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Both vulnerable, South deals

NORTH

♠9 4 3

♥J 6

♦K J 10 8 5 2

♣K 5

WEST EAST

♠A Q J 10 7 5 ♠8

♥5 4 ♥Q 9 8 7

♦A 7 ♦Q 9 6 4 3

♣Q 9 3 ♣8 4 2

SOUTH

♠K 6 2

♥A K 10 3 2

♦Void

♣A J 10 7 6

The bidding:

SOUTH WEST NORTH EAST

1♣ 1♠ 2♦ Pass

2♥ 2♠ 3♦ Pass

4♣ Pass 4♥ All pass

Strong and artificial

Natural and game forcing

Opening lead: Five of

South in today’s deal was American expert Eddie Wold, from Texas. The opening heart lead went to the six, seven and 10. Wold led a club to dummy’s king, a club back to his ace, and ruffed a club — pleased to see the suit split evenly. He ruffed a diamond back to his hand and cashed the two top hearts before taking a moment to think.

West was known to have six spades from the auction, and had followed to two trumps, three clubs and one diamond. He had one diamond remaining, likely the ace. At this point, Wold made the inspired play of leading a low spade from his hand toward dummy’s nine. West couldn’t duck, as the nine would win, and Wold would ruff a diamond back to his hand, felling the ace. He would run clubs until East ruffed, and East would then have to lead a diamond into dummy’s king-jack. Declarer would end up with 11 tricks.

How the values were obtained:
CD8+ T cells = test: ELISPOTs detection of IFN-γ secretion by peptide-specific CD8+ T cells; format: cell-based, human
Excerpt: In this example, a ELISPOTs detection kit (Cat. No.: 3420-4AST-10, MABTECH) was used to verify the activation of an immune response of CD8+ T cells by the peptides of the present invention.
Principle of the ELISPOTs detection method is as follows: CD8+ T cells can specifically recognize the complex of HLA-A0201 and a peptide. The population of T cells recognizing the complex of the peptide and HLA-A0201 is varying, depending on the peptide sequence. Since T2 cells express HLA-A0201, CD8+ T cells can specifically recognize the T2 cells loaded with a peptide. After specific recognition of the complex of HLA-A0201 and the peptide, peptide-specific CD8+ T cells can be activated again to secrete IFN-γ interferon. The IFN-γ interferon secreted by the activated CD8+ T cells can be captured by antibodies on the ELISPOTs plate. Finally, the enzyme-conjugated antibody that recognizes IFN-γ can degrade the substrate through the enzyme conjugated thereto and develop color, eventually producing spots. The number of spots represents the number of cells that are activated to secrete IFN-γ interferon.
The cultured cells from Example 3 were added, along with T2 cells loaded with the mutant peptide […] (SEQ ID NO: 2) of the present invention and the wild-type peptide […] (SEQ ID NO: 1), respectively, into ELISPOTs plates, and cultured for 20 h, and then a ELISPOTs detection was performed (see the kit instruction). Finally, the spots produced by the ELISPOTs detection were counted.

West won the low spade with his 10, but he had no answer. A spade would set up the king of spades for Wold’s tenth trick, and the ace of diamonds would eventually lead to East’s being endplayed, just as if West had let the nine of spades win. West decided to cash the ace of spades, holding Wold to 10 tricks. Nicely played!

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